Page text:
“PJ has been a cornerstone of our band program, even before most knew we were going to have a band program. He has given of himself tirelessly with his time, his passion, and his resources. As someone who has worked alongside of him and has a child benefitting from his efforts, I can’t say enough wonderful things about PJ Littleton. We have worked together for the benefit of Hillsboro for nearly two year now, and the only complain I have heard him utter during this time is that he has not been able to do more” – Rhonda Kollenborn, President, Hillsboro Tomorrow.

Not only was PJ Littleton instrumental in making sure this school had a band program, but he was also instrumental in recruitment of band members. Even before the band director was hired, PJ was working with the community and creating a campaign “Catch the Dream, Build the Band,” that would spread awareness. The campaign was not only a tool for fundraising, but created a buzz about the band to incoming students.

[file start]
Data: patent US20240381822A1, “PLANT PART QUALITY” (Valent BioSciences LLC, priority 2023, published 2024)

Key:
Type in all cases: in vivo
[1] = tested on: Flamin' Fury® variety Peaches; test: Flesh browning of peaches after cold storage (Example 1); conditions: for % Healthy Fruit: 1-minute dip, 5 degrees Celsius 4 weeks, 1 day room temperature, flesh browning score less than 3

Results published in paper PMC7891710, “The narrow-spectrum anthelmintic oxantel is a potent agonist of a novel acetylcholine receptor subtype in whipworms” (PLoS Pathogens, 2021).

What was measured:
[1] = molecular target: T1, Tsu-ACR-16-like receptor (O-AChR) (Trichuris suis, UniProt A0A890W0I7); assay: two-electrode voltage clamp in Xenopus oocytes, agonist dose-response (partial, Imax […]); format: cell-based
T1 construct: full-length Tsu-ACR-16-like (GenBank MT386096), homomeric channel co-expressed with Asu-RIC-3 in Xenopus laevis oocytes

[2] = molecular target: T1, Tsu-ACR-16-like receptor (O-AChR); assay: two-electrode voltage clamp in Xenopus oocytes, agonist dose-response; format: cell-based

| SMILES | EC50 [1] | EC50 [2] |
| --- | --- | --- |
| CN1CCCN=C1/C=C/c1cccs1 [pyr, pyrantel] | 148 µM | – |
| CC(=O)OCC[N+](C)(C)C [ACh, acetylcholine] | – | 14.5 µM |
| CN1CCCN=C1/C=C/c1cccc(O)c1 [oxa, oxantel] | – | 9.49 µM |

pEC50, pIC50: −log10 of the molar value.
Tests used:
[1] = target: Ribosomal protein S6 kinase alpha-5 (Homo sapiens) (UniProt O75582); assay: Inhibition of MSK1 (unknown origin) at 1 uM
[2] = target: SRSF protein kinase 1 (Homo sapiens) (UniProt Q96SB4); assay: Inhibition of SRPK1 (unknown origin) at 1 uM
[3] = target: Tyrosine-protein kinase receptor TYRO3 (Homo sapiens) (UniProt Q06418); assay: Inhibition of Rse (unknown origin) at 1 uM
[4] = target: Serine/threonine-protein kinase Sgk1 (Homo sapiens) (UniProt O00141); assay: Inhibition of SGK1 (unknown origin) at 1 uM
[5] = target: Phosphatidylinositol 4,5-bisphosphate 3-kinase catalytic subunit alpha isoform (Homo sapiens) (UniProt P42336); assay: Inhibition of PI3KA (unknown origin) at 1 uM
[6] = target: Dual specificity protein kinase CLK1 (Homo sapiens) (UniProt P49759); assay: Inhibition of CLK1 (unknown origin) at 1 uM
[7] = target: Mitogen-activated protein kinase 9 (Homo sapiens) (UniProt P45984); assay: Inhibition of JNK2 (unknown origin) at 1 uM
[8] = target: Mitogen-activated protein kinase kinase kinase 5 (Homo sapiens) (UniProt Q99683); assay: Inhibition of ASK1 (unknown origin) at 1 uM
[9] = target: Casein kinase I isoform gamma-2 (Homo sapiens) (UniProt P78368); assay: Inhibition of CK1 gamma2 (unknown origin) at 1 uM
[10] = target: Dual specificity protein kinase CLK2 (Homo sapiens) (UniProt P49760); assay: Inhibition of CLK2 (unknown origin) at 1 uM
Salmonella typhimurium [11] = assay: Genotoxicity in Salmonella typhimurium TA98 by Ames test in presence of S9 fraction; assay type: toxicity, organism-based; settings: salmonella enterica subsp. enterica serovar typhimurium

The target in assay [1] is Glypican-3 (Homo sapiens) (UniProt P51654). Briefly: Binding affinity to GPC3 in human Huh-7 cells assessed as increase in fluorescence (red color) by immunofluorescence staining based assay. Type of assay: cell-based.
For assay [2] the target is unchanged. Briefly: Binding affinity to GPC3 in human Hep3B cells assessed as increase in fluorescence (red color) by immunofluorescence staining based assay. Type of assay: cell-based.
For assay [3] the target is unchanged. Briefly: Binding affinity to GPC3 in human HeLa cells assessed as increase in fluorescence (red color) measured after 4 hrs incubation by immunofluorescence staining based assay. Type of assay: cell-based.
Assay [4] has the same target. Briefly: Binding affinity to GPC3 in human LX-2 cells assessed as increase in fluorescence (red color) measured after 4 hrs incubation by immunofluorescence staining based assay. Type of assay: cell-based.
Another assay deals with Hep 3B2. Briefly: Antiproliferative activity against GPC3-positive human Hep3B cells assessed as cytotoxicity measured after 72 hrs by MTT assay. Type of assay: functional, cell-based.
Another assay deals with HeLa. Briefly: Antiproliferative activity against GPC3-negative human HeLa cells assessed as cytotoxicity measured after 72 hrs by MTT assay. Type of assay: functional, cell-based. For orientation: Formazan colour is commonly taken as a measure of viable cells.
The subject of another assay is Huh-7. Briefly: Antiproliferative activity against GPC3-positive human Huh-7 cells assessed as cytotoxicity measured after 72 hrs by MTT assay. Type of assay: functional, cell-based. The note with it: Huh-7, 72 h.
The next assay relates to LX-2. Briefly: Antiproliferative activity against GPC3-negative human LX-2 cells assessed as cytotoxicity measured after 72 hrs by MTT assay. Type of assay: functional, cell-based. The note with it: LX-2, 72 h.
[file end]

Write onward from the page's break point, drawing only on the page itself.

Throughout the summer before the first year of the band Mr. Littleton raised over $35,000 in private donations that were used to purchase new chairs, stands, equipment ad a stock of school-owned instruments.

He not only gave of his time to fund raise but also gave of his time to help the new band director to prepare the new band room (a former storage room/ computer room) by spending hours painting and readying the room for use.